Monday, April 21, 2008

The Enduring Satisfactions of Craftsmanship

'The laborer with a sense of craft becomes engaged in work in and for itself; the satisfactions of working are their own reward; the details of daily labor are connected in the worker's mind to the end products; the worker can control his or her own actions at work; skill develops within the work process; work is connected to the freedom to experiment; finally, family, community and politics are measured by the standards of inner satisfaction, coherence and experiment in craft labor.'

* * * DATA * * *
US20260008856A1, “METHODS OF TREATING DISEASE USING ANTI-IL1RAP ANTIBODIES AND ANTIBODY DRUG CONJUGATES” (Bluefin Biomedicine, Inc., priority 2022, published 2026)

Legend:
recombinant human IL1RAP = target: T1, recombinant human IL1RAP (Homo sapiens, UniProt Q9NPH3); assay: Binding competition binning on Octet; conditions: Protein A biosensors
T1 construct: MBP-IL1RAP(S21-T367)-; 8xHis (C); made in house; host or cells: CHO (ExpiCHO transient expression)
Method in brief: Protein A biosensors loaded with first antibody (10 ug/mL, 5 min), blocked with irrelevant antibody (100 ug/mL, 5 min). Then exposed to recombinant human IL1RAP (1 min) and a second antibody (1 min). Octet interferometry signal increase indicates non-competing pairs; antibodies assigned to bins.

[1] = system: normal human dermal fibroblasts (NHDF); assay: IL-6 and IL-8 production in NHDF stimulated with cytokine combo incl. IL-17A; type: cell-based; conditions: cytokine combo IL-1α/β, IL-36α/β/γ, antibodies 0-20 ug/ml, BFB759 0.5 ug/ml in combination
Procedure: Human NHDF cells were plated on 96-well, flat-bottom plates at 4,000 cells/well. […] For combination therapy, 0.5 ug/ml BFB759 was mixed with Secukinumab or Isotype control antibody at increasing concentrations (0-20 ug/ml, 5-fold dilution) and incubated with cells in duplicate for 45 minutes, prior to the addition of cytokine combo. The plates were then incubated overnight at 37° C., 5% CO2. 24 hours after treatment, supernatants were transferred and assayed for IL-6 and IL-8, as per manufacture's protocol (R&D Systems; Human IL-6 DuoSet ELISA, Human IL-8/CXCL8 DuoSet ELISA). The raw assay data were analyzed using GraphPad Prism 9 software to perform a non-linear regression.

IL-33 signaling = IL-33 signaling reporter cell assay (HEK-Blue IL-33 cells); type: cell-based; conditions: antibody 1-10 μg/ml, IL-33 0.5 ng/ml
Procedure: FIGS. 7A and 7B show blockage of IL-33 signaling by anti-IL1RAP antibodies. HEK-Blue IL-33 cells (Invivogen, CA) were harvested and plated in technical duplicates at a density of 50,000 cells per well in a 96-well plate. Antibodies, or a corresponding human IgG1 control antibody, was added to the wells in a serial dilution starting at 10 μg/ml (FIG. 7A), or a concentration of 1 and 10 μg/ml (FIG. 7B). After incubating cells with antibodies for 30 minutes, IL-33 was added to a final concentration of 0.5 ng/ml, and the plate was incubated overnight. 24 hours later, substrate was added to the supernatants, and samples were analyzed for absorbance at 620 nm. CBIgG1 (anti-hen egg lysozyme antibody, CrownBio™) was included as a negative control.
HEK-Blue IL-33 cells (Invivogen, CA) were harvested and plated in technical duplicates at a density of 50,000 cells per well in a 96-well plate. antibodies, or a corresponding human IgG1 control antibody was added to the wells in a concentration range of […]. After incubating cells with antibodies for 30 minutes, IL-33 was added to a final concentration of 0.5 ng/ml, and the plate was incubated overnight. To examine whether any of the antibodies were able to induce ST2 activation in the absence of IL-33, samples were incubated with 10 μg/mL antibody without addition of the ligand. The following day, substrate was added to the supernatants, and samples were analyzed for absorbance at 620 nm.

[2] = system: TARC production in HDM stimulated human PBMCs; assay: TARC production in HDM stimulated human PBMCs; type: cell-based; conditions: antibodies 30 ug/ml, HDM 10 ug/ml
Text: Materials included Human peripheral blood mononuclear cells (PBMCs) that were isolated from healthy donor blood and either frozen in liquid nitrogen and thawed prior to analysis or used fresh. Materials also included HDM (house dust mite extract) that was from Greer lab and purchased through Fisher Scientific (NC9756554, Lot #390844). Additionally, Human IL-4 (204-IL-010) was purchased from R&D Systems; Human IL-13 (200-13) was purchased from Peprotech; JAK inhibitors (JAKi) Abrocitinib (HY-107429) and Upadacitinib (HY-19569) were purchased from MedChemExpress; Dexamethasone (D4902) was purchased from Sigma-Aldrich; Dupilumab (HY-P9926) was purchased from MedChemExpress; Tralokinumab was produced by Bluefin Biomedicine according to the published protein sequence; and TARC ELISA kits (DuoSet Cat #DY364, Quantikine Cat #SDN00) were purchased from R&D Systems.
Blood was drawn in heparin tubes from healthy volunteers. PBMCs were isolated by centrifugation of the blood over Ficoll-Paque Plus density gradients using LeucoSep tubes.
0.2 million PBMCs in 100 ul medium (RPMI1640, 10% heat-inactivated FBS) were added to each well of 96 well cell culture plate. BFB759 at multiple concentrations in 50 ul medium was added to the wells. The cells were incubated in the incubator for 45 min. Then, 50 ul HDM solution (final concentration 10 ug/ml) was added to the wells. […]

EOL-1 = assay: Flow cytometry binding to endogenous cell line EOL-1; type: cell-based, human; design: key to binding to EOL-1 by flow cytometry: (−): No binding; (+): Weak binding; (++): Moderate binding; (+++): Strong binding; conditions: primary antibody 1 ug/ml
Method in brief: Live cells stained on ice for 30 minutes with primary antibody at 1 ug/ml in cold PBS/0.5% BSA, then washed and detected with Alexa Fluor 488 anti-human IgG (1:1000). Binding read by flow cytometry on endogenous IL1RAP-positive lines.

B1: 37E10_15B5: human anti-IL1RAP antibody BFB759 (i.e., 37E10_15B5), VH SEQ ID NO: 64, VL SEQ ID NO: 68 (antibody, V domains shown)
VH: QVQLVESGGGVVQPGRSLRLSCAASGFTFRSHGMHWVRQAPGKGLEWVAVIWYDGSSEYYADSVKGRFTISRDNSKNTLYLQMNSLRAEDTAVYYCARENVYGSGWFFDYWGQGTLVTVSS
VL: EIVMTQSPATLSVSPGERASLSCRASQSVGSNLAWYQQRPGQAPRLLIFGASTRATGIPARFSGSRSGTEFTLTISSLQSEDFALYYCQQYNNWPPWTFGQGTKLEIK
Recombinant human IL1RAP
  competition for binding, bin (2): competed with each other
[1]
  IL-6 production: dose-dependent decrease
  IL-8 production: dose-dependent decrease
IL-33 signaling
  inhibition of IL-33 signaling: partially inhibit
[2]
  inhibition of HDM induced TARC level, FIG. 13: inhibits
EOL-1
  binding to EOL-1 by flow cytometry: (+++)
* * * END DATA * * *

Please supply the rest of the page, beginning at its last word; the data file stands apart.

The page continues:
--The late sociologist C. Wright Mills, quoted in the new book, The Craftsman. As his biographer noted recently, Mills, a "broad-shouldered, motorcycle-riding anarchist" sociology professor, also wrote a line a half century ago that sounds eerily contemporary: "For the first time in American history, men in authority are talking about an 'emergency' without a foreseeable end."


At 1:00 AM, Anonymous jo said...

We have to work to survive, but craftsmanship and the satisfaction it brings turns the tables on work from a necessity to part of our satisfaction in life, sort of life as art.


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